5. What multimodal methods of access might work for the small institution you’re partnered with? Which would not (currently, at least?)
  6. In Padilla and Higgins’ piece, they posit that librarians/archivists/info professions are well-suited to “offering training in the skills, tools, and methods needed to take advantage of Humanities data.” Is this the case, on the ground? Why or why not? What are the major challenges we need to overcome, at an institutional and field level, in order to better serve users in this way? Is training in these skills different than simply providing multimodal access?
  7. Have you seen the feminist HCI values of “plurality, self-disclosure, participation, ecology, advocacy, and embodiment” in practice? How do you anticipate using them?
  8. Christen opens her article by stating that “Archives have long been ambivalent places for Indigenous communities whose cultural materials are held in their storerooms.” (21) In what ways do we, as a profession, reinforce that ambivalence? Question it? Does multimodal access, as delineated by Owens, ameliorate this ambivalence enough?

In thinking through these discussion questions, I was continuously reminded of Miriam Posner’s blog post, “Money and Time.” Every concern about staff resources and ways to implement access seems to align with the sustainability, resources, and burnout concerns that Posner brings up in relation to DH centers and initiatives: “You can optimize, streamline, lifehack, and crowdsource almost everything you do — but good scholarship still takes money and time.” Multimodal, plural, cultural sensitive access to digital objects and collections still takes money and time.

6 Replies to “Pluralist, multimodal, derivative access points: preservation for who/what?”

  1. “Feminism and the Future of Library Discovery” reminded me of an internship that I completed with the Theodore Roosevelt Digital Library. The library’s goal is to catalog every document in Roosevelt’s papers on an item level, and part of my job as an intern was to go through each document (usually letters) and pick out names, places, events, subjects, etc. that could be “tagged” along with the document. Women were frequently mentioned in Roosevelt’s letters, but almost never by their first name, even if they were the recipient of the letter. So, for example, the wife of Elihu Root would be “Mrs. Elihu Root” or “Mrs. Root,” which one could say reduces her to being an appendage of her husband and obscures her presence in history.

    The archivist in charge of our cataloging project felt very strongly that in any case in which a woman was mentioned, we should try to find out her full name and tag her accordingly. So “Mrs. Elihu Root” would become “Clara Frances Wales Root, 1853-1928.” Finding this information could sometimes be time-consuming, but in doing it, I often discovered that the women Roosevelt was writing to or about were interesting persons with histories of their own. So “uncovering” women’s names could be considered a first step to giving them more representation in history. The devil’s advocate in me, however, wondered if there weren’t some benefits to tagging such documents as “Mrs. Elihu Root” if that is how people knew her at the time and how she saw herself. It might also make it easier for researchers to ascertain her relationship to Roosevelt.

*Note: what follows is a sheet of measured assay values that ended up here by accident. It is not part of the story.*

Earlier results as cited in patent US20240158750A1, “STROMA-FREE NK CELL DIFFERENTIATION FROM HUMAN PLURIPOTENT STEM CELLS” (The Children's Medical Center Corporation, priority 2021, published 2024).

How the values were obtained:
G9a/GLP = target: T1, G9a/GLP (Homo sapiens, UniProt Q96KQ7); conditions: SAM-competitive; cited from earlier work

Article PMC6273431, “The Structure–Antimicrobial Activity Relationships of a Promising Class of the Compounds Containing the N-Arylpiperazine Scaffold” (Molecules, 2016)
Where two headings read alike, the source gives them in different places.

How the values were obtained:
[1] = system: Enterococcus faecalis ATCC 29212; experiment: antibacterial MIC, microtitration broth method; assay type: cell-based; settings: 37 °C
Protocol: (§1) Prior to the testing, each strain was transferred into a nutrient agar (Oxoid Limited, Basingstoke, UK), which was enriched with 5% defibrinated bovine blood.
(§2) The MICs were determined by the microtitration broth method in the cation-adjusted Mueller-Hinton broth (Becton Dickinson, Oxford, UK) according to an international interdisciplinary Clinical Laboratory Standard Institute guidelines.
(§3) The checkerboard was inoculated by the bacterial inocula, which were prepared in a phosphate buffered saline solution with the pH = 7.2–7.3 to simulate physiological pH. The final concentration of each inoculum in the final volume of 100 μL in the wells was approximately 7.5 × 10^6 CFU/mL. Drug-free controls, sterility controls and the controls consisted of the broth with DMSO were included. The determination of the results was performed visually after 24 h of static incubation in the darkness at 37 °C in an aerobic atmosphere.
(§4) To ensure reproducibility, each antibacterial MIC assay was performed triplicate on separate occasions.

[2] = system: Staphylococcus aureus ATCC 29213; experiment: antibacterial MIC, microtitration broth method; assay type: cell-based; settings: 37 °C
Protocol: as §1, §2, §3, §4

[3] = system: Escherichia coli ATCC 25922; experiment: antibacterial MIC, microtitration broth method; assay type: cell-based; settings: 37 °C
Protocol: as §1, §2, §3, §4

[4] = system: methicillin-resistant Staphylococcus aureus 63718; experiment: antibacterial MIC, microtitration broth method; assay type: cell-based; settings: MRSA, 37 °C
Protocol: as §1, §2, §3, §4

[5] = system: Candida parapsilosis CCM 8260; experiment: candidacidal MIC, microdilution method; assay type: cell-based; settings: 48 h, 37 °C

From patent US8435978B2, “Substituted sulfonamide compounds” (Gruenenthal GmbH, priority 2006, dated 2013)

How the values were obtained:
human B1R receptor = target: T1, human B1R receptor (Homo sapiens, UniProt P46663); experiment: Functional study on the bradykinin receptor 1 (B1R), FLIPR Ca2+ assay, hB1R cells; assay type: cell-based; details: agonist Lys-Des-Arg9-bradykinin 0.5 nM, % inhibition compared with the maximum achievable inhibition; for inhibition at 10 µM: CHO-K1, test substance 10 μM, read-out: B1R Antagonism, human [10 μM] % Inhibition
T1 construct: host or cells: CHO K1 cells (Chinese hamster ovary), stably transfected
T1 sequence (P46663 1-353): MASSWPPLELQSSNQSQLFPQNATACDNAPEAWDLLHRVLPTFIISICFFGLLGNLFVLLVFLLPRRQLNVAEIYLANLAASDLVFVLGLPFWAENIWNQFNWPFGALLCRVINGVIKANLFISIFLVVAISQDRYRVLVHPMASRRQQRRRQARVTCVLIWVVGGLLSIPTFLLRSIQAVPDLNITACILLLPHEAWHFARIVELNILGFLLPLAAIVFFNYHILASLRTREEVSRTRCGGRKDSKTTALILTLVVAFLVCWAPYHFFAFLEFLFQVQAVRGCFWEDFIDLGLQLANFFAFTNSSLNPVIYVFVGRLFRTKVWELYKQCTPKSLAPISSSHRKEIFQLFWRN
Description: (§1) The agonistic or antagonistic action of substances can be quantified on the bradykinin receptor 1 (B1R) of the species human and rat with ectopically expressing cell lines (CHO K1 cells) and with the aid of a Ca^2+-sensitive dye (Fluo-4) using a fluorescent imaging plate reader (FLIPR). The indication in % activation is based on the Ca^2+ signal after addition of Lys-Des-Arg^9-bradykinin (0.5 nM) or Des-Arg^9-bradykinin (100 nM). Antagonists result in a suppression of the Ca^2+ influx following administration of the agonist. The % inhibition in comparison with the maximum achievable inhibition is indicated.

So anyways…this is admittedly more an instance of feminism in cataloguing practices rather than feminism in human-computer interaction, but I think it is relevant to the themes discussed by Sadler and Bourg. What do other students in this class think about this practice? Have you ever been asked to do something similar?

  2. Another thing that the Sadler and Bourg article reminded me of articles I’ve read recently about “sexist” algorithms.

    Some people have pointed out that Google Translate shows gender bias when translating gender-neutral pronouns into English, creating sentences like “he is a doctor” and “she is a nurse.” (https://mashable.com/2017/11/30/google-translate-sexism/#inJWo38zPsqi)

    There is also the example of Amazon, which created an algorithm for identifying the best candidates for jobs and had to abandon it when it realized that it was discriminating against women. (https://www.reuters.com/article/us-amazon-com-jobs-automation-insight/amazon-scraps-secret-ai-recruiting-tool-that-showed-bias-against-women-idUSKCN1MK08G)

    I am volunteering for a DCIC project now that is experimenting with automated metadata extraction, so I don’t think it is entirely outside the realm of possibility that algorithms may become a bigger part of what we do as digital archivists/librarians. I think it is important that if we do start working with automation in the future, we realize that machines can pick up the same biases as the society that created them.

  3. So with regard to your question about copyright and batch accessibility to records, this is something I’m covering a lot in my Policy and Ethics in Digital Curation course. There are ways that the savvy researcher can forensically dig through your records to find deleted files, or hidden code buried within a file. I’m definitely not totally with it when it comes to understanding the ins and outs of digital files, and I can imagine a lot of older archivists aren’t either, which makes providing access to digital files potentially dangerous.